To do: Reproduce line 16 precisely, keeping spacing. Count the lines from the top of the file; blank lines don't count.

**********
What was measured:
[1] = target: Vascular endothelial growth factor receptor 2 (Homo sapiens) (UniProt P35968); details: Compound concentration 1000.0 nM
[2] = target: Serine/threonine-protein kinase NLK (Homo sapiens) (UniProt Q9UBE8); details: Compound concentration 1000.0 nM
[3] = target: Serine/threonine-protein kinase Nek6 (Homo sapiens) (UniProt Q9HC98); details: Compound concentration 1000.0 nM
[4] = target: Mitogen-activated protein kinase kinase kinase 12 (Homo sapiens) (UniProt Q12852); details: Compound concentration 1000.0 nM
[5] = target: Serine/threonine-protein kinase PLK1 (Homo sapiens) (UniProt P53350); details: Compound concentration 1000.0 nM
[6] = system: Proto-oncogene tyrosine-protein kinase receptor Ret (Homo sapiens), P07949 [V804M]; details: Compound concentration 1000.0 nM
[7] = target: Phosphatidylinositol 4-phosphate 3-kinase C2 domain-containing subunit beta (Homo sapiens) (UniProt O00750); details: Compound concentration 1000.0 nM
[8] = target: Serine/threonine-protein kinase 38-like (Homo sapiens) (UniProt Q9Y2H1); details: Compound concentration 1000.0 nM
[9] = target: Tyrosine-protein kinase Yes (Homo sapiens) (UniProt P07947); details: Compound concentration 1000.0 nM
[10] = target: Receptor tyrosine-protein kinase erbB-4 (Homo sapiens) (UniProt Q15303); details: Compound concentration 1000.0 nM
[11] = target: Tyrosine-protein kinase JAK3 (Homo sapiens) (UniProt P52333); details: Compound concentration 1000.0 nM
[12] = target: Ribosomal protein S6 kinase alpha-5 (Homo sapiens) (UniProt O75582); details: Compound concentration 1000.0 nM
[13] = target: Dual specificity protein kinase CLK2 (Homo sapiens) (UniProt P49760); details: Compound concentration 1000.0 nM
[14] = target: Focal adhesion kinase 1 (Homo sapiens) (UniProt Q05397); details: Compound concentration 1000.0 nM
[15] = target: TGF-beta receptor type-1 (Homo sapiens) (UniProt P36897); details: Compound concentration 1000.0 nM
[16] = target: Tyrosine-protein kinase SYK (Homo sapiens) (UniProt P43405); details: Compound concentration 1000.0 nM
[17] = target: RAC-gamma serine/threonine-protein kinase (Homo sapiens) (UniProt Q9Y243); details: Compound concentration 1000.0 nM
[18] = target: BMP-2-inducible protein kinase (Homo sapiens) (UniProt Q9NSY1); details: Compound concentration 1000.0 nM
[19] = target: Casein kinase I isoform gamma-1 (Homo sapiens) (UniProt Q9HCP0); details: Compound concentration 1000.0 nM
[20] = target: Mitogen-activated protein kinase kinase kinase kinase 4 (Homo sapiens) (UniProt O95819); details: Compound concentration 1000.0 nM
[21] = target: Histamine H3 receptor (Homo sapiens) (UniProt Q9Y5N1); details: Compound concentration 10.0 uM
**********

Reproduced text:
[15] = target: TGF-beta receptor type-1 (Homo sapiens) (UniProt P36897); details: Compound concentration 1000.0 nM